As an immigrant, rather than a tourist, my Wodehouse pilgrimage has to be managed in small stages, juggled alongside work, parenting and family commitments. Earlier this year I wangled a drive through Guildford, Surrey where P.G. Wodehouse was born. To my delight, I also discovered a few towns of interest in the surrounding area. It was a quick ‘drive by’ photo shoot so photo quality is not the best. Rest assured that I’ll be returning and filing further reports in the fullness of time.
It was impossible to get closer on this occasion, but according to Open Plaques the sign above the door reads: ‘Author and humourist P.G. Wodehouse was born here on October 15th 1881.’ The great Wodehouse expert N.T.P Murphy explained to me that Wodehouse was born here ‘early and by accident’. His mother Eleanor Wodehouse was staying with a sister in Bramley, a nearby village about 3 miles south of Guildford. She was paying a social to an Army friend in Epsom Road when PG arrived unexpectedly.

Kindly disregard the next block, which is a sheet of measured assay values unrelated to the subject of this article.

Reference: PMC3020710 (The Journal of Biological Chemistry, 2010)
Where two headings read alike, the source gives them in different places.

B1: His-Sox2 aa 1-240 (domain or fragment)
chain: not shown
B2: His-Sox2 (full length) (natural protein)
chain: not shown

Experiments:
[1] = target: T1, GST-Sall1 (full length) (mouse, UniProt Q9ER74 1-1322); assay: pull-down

St Nicholas is hardly the small parish church of ‘Great Sermon Handicap’ fame, but might have been mid-career home to one of the distinguished Mulliner clergy.
Admittedly, this photo will do nothing for my reputation as a bulb squeezer, or as a driver. But I felt justified holding up traffic on the road from Guildford to capture this unexpectedly glorious set of options.
Indeed I did drive slowly through this village, hoping to spot an illustrious Pigman or two.
Alas the illustrious pile behind the sign, and any resident Aunts, were not visible from the road. And I did not get to Aldershot, which gets recurring mentions in the Wodehouse school stories.
My short drive in this region was a teaser of what is yet to come in my Plumtopian pilgrimage The next exciting step will occur next weekend, when I take a walk in London well-known Wodehouse enthusiast and author, Colonel N.T.P. Murphy.